The concentration of the chemical sought to be detected and measured is then determined by subtracting the concentrations of the chemicals in the second portion as determined by the third step from the concentrations of the chemicals in the first portion determined by the first step.
The preparation of a standard curve of the percent inductions of known concentrations of the chemical is done by techniques known in the art. Such standardization may be done before, during, or after the evaluation of the sample containing the unknown.
The first and second portions of the sample, as well as the preparations used in generating the standard curve, are left in contact with the indicator cells for a time sufficient for enzyme induction Generally, this is approximately 4 to 20 hours.
The method of the present invention can be applied to any enzyme-inducing chemical. An enzyme-inducing chemical is any chemical which, upon interaction with a living cell, causes that cell by one or more mechanisms to express a higher level of one or more cellular enzymes. In a preferred embodiment, the chemicals are alkyl or aryl hydrocarbon hydroxylase (AHH)-inducing chemicals. These are usually alkyl or aryl hydrocarbons, including the halogenated dibenzodioxins, dibenzofurans, biphenyls, azyoxybenzenes, and biphenylenes. Preferably, the AHH-inducing chemicals detected and measured by the present invention are halogenated dibenzodioxins or polychlorinated biphenyls. Most preferably, the chemical is 2,3,7,8-tetrachloro-dibenzo-p-dioxin (TCDD). It should be noted that the method can be used to detect more than one enzyme-inducing chemical in a sample by using antibodies to each chemical sought to be detected
Any living cell that is capable of enzyme induction by a chemical sought to be determined and measured may be used as an indicator cell. Generally, such cells will be mammalian or other animal cells that are capable of growing in culture and are capable of efficient enzyme induction. For AHH induction, liver cells are preferred. Particularly preferred is the rat hepatoma cell line H4IIE, which is commercially available from the American Type Culture Collection (ATCC), 12301 Parklawn Drive, Rockville, Md. U.S.A. 20852 as cell line CRL 1548, and which was redeposited on Aug. 21, 1986 under the ATCC Accession Number CRL 9185. For a more detailed description of this cell line, see Bradlaw and Casterline, J. Assoc. Off. Anal. Chem., 62: 904-916 (1979), which is specifically incorporated herein by reference.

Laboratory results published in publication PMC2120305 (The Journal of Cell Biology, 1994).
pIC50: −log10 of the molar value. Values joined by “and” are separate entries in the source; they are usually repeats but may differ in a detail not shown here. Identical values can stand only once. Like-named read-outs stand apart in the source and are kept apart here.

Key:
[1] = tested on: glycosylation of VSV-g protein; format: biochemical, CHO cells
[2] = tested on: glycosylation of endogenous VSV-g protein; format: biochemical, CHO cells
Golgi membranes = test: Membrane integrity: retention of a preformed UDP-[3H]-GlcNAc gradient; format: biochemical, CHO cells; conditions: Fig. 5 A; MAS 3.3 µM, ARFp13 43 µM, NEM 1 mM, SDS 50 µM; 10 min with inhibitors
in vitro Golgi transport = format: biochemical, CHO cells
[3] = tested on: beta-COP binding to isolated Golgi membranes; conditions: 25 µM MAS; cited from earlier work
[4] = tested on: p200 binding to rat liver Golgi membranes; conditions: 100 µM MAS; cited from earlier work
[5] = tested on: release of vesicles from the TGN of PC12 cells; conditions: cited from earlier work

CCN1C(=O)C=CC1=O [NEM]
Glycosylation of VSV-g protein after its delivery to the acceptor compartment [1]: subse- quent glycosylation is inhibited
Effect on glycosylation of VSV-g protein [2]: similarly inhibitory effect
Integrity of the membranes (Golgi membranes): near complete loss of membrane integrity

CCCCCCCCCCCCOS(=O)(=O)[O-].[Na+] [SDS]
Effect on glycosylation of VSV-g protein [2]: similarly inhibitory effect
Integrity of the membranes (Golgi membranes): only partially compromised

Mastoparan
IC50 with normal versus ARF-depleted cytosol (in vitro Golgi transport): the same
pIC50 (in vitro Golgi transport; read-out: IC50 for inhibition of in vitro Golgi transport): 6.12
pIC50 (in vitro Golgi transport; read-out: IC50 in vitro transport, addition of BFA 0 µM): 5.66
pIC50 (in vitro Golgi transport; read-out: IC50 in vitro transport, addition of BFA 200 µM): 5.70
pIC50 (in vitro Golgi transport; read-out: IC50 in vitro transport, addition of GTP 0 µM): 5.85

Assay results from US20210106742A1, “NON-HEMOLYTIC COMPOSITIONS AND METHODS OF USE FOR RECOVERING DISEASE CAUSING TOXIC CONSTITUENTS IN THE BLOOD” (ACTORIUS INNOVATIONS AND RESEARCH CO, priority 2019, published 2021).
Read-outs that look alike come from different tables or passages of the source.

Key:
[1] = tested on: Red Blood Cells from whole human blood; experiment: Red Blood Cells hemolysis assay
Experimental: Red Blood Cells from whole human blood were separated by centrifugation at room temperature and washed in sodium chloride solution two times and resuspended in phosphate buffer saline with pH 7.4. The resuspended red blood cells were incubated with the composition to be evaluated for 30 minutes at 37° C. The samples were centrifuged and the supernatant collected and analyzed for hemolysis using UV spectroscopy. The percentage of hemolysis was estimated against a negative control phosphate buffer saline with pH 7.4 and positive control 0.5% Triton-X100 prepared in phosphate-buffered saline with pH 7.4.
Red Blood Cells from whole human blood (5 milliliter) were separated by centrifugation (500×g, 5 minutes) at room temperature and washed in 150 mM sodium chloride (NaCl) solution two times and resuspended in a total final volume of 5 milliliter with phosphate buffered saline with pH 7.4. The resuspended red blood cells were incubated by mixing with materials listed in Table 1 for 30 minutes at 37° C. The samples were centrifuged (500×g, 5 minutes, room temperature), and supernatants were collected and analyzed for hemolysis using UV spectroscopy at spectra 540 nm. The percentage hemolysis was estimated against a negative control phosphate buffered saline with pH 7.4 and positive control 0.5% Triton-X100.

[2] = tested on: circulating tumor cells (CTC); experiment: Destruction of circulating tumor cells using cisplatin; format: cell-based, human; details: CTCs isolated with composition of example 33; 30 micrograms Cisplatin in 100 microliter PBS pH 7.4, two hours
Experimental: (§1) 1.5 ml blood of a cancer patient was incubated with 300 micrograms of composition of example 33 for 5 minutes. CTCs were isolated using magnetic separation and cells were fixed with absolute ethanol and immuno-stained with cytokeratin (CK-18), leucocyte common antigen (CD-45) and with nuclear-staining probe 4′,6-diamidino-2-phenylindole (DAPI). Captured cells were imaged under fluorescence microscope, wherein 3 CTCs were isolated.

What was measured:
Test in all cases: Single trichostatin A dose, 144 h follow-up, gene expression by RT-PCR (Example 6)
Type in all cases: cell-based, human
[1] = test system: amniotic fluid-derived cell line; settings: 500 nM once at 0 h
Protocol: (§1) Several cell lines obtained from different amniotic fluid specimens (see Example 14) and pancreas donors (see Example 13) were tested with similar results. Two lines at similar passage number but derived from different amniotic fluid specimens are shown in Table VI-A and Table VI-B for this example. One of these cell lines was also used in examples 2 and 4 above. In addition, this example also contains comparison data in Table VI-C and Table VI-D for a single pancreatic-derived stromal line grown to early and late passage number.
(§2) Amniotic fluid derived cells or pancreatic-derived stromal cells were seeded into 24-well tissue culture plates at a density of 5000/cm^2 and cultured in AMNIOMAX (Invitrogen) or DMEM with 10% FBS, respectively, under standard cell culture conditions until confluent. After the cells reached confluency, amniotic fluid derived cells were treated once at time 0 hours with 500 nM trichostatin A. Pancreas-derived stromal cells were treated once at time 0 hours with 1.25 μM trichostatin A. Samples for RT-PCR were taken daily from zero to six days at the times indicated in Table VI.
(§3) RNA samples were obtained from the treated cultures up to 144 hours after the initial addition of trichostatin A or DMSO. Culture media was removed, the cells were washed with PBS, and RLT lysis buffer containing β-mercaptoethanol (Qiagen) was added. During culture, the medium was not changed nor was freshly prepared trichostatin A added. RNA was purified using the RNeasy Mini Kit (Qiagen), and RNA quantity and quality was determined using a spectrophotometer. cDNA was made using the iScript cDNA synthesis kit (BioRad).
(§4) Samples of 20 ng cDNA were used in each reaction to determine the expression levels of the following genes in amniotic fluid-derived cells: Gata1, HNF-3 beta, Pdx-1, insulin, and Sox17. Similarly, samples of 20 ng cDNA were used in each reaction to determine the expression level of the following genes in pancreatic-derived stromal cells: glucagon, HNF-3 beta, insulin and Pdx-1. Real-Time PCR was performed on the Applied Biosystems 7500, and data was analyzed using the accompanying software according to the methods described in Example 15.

The induction of the enzyme or group of related enzymes, such as AHH, may be measured by techniques known in the art. Also, any of the AHH enzymes may be measured. Preferably, induction is measured by measuring the induction of 7-ethoxyresorufin-O-deethylase (EROD), which, in turn, may be measured by the conversion of 7-ethoxyresorufin (ER) to resorufin, which EROD catalyzes. This reaction may be measured spectrometrically at 572 mm according to the technique of Klotz et al., Anal Bioch.. 140: 138-145 (1984), or spectrofluorimetrically by the method of Prough et al. Meth. Enzymol. 52: 372-377 (1978), both of which are specifically incorporated herein by reference. A side reaction, the reduction of resorufin by quinone oxidoreductase, is inhibited by the inclusion of 10 micromolar dicumarol in the reaction mixture as disclosed in Nims et al., Arch. Bioch. Biophys., 229: 459-465 (1984), which is incorporated herein by reference. As previously mentioned, induction is measured after the sample has been in contact with the cells from about 4 to about 24 hours. Cell line H4IIE, mentioned above, has low basal levels of EROD, but the EROD is induced by sub-nanomolar concentrations of chemicals such as TCDD, which is one reason why this cell line is particularly preferred.